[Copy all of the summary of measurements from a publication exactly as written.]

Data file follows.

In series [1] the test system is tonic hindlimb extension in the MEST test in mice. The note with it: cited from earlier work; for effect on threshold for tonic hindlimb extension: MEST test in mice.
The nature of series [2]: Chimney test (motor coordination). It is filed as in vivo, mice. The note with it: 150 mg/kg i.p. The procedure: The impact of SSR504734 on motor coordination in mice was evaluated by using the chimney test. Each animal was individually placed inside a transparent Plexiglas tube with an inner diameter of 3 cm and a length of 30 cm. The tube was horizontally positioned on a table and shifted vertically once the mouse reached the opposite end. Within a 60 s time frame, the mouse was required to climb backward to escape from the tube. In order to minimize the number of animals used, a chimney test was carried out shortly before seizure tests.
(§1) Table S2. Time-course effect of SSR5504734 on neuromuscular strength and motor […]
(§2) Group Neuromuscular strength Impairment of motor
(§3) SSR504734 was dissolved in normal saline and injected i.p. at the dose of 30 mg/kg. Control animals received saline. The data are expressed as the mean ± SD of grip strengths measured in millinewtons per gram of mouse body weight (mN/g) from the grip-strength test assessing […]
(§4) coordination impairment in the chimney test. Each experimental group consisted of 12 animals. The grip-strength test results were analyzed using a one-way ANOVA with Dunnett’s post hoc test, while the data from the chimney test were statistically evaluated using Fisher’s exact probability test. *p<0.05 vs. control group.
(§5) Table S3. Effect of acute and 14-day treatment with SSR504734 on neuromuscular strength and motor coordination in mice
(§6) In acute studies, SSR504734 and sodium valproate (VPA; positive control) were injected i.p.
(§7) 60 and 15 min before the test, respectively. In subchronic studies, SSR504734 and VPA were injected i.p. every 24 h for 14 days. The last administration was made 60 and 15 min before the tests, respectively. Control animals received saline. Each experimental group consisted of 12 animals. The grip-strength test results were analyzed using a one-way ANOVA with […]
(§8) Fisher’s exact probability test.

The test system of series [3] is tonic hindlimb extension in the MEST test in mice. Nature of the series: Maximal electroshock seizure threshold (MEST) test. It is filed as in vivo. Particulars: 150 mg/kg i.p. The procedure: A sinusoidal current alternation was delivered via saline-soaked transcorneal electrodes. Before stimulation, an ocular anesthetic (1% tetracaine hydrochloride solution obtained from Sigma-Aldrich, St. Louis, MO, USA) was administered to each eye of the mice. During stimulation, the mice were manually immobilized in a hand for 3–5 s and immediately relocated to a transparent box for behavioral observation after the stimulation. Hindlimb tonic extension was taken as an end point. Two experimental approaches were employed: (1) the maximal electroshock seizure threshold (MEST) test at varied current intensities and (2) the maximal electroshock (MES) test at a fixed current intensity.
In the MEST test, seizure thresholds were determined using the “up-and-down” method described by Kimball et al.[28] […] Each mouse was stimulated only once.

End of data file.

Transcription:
In series [1] the test system is tonic hindlimb extension in the MEST test in mice. The note with it: cited from earlier work; for effect on threshold for tonic hindlimb extension: MEST test in mice.
The nature of series [2]: Chimney test (motor coordination). It is filed as in vivo, mice. The note with it: 150 mg/kg i.p. The procedure: The impact of SSR504734 on motor coordination in mice was evaluated by using the chimney test. Each animal was individually placed inside a transparent Plexiglas tube with an inner diameter of 3 cm and a length of 30 cm. The tube was horizontally positioned on a table and shifted vertically once the mouse reached the opposite end. Within a 60 s time frame, the mouse was required to climb backward to escape from the tube. In order to minimize the number of animals used, a chimney test was carried out shortly before seizure tests.
(§1) Table S2. Time-course effect of SSR5504734 on neuromuscular strength and motor […]
(§2) Group Neuromuscular strength Impairment of motor
(§3) SSR504734 was dissolved in normal saline and injected i.p. at the dose of 30 mg/kg. Control animals received saline. The data are expressed as the mean ± SD of grip strengths measured in millinewtons per gram of mouse body weight (mN/g) from the grip-strength test assessing […]
(§4) coordination impairment in the chimney test. Each experimental group consisted of 12 animals. The grip-strength test results were analyzed using a one-way ANOVA with Dunnett’s post hoc test, while the data from the chimney test were statistically evaluated using Fisher’s exact probability test. *p<0.05 vs. control group.
(§5) Table S3. Effect of acute and 14-day treatment with SSR504734 on neuromuscular strength and motor coordination in mice
(§6) In acute studies, SSR504734 and sodium valproate (VPA; positive control) were injected i.p.
(§7) 60 and 15 min before the test, respectively. In subchronic studies, SSR504734 and VPA were injected i.p. every 24 h for 14 days. The last administration was made 60 and 15 min before the tests, respectively. Control animals received saline. Each experimental group consisted of 12 animals. The grip-strength test results were analyzed using a one-way ANOVA with […]
(§8) Fisher’s exact probability test.

The test system of series [3] is tonic hindlimb extension in the MEST test in mice. Nature of the series: Maximal electroshock seizure threshold (MEST) test. It is filed as in vivo. Particulars: 150 mg/kg i.p. The procedure: A sinusoidal current alternation was delivered via saline-soaked transcorneal electrodes. Before stimulation, an ocular anesthetic (1% tetracaine hydrochloride solution obtained from Sigma-Aldrich, St. Louis, MO, USA) was administered to each eye of the mice. During stimulation, the mice were manually immobilized in a hand for 3–5 s and immediately relocated to a transparent box for behavioral observation after the stimulation. Hindlimb tonic extension was taken as an end point. Two experimental approaches were employed: (1) the maximal electroshock seizure threshold (MEST) test at varied current intensities and (2) the maximal electroshock (MES) test at a fixed current intensity.
In the MEST test, seizure thresholds were determined using the “up-and-down” method described by Kimball et al.[28] […] Each mouse was stimulated only once.